What I'm saying to you this morning is that communism forgets that life is individual. Capitalism forgets that life is social, and the kingdom of brotherhood is found neither in the thesis of communism nor the antithesis of capitalism but in a higher synthesis. It is found in a higher synthesis that combines the truths of both. Now, when I say question the whole society, it means ultimately coming to see that the problems of racism, the problem of economic exploitation, and the problem of war are all tied together.

 

from "A Christmas Sermon on Peace," 1967

It really boils down to this: that all life is interrelated. We are all caught in an inescapable network of mutuality, tied into a single garment of destiny. Whatever affects one directly, affects all indirectly. We are made to live together because of the interrelated structure of reality. Did you ever stop to think that you can't leave for your job in the morning without being dependent on most of the world? You get up in the morning and go to the bathroom and reach over for the sponge, and that's handed to you by a Pacific islander. You reach for a bar of soap, and that's given to you at the hands of a Frenchman. And then you go into the kitchen to drink your coffee for the morning, and that's poured into your cup by a South American. And maybe you want tea: that's poured into your cup by a Chinese. Or maybe you're desirous of having cocoa for breakfast, and that's poured into your cup by a West African. And then you reach over for your toast, and that's given to you at the hands of an English-speaking farmer, not to mention the baker. And before you finish eating breakfast in the morning, you've depended on more than half the world. This is the way our universe is structured, this is its interrelated quality. We aren't going to have peace on Earth until we recognize this basic fact of the interrelated structure of all reality.

....

It's one of the strangest things that all the great military geniuses of the world have talked about peace. The conquerors of old who came killing in pursuit of peace, Alexander, Julius Caesar, Charlemagne, and Napoleon, were akin in seeking a peaceful world order. If you will read Mein Kampf closely enough, you will discover that Hitler contended that everything he did in Germany was for peace. And the leaders of the world today talk eloquently about peace. Every time we drop our bombs in North Vietnam, President Johnson talks eloquently about peace. What is the problem? They are talking about peace as a distant goal, as an end we seek, but one day we must come to see that peace is not merely a distant goal we seek, but that it is a means by which we arrive at that goal. We must pursue peaceful ends through peaceful means. All of this is saying that, in the final analysis, means and ends must cohere because the end is preexistent in the means, and ultimately destructive means cannot bring about constructive ends.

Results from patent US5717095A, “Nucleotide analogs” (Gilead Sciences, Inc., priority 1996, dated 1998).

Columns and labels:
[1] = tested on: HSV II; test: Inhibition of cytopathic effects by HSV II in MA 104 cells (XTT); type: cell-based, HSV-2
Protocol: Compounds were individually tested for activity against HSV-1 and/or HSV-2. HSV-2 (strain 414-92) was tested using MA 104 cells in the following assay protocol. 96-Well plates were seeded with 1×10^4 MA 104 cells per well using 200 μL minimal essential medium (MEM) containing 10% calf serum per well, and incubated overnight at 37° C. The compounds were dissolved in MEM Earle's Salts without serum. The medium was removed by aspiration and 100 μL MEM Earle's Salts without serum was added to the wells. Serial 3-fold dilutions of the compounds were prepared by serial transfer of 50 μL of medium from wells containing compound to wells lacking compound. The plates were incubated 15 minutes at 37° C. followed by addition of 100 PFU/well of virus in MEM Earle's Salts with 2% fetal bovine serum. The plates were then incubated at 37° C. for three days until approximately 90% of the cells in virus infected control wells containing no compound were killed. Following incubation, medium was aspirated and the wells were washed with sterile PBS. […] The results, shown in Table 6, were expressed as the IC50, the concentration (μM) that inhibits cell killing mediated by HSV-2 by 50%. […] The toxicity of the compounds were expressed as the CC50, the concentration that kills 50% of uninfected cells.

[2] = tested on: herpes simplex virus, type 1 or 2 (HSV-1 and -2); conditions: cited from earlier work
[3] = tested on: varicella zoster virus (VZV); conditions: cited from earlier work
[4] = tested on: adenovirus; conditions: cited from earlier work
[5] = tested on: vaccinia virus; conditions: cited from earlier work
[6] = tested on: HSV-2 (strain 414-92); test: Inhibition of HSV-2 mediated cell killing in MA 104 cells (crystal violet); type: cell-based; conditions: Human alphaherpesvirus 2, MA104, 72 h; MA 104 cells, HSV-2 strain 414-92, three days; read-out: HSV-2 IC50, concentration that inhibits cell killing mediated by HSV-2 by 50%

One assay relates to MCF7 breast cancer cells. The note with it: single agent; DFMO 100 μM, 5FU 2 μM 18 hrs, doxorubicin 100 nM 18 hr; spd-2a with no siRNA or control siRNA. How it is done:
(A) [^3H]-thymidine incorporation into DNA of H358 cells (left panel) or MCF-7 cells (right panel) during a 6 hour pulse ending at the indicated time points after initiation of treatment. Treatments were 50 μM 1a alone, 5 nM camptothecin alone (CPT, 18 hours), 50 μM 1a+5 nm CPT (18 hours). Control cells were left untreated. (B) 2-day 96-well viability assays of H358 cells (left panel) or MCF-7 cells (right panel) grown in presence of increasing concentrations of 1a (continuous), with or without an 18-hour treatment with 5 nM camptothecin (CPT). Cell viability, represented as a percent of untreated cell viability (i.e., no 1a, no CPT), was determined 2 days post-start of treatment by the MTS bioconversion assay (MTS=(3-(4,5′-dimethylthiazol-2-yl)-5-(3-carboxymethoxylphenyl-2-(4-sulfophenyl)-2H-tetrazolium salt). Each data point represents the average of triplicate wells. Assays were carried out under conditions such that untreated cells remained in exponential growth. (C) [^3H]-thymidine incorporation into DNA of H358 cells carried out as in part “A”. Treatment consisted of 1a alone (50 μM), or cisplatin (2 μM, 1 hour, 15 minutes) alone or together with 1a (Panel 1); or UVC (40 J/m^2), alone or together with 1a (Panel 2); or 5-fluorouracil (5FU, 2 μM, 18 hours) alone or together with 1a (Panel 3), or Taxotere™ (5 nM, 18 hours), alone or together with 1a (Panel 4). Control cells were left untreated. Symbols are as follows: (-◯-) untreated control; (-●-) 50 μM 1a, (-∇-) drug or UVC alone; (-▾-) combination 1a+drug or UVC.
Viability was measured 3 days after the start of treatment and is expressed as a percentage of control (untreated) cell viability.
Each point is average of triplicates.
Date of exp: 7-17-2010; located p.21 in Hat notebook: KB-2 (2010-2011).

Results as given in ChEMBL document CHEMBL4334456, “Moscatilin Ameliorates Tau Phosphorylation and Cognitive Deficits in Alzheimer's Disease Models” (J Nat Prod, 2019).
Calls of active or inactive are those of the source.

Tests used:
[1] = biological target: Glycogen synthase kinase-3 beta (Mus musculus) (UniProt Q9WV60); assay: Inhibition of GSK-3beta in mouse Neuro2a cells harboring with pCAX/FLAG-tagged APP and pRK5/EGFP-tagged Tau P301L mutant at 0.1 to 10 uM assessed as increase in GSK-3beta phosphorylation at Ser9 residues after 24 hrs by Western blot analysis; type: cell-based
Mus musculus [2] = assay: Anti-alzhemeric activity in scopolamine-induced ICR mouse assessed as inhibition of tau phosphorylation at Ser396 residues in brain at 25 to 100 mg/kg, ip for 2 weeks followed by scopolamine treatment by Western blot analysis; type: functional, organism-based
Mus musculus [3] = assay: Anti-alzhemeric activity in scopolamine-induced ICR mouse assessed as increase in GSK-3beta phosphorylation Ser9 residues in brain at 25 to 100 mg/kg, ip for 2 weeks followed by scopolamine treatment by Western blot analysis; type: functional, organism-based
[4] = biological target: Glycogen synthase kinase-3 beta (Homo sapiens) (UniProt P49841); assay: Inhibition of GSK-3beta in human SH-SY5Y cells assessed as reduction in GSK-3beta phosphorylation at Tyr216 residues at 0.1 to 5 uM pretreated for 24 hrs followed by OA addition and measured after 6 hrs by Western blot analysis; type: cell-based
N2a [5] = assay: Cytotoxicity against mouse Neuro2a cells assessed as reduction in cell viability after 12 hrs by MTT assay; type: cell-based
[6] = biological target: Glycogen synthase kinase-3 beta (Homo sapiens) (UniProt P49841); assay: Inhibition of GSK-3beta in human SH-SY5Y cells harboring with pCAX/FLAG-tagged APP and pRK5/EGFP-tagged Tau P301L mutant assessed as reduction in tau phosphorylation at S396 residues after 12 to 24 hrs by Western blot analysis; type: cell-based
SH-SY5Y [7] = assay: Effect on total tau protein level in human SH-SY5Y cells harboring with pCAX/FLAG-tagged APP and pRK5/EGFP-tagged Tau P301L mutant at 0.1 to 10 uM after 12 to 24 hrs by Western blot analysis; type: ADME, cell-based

http://civillibertarian.blogspot.com/2007/01/spiritual-death.html
"ENLARGING ON MARTIN LUTHER KING'S PROFOUND TRUTH THAT MILITARIZED AMERICA IS APPROACHING SPIRITUAL DEATH"
by Dr. Gary G. Kohls, an American physician, writer and peace activist.
1/15/2007


www.registerguard.com/news/2007/01/15/
printable/ed.edit.king.phn.0115.9LbAqk0i.phtml?section=opinion

Of King and the war
A Register-Guard Editorial
Published: Monday, January 15, 2007

As President Bush prepares to send another 21,500 U.S. troops into the strife-torn neighborhoods and bomb-lined roadsides of Iraq, it's worth remembering on this Martin Luther King Day what the civil rights leader had to say four decades ago about another controversial and tragic war.
King spoke out publicly against the Vietnam War for the first time at the Riverside Church in New York City on April 4, 1967, exactly one year before his death. By the time the war ended in 1975, nearly 60,000 U.S. troops had been killed and 153,000 wounded. As many as 2 million Vietnamese lost their lives.
King's words still speak to us across the years, as if eerily gauged for our times and another U.S. conflict, this one in the Middle East. His moral clarity still resonates with Americans deeply troubled by an Iraq war that appears increasingly senseless and unwinnable - and that claims the lives of more young men and women every day.
He opposed the Vietnam War for many reasons, starting with its debilitating impact on the unfinished domestic fight against poverty and discrimination.
"A few years ago, there was a shining moment in that struggle," he said. "It seemed as if there was a real promise of hope for the poor - both black and white - through the poverty program. There were experiments, hopes, new beginnings.
"Then came the buildup in Vietnam, and I watched the program broken and eviscerated as if it were some idle political plaything of a society gone mad on war, and I knew that America would never invest the necessary funds or energies in rehabilitation of its poor so long as adventures like Vietnam continued to draw men and skills and money like some destructive suction tube."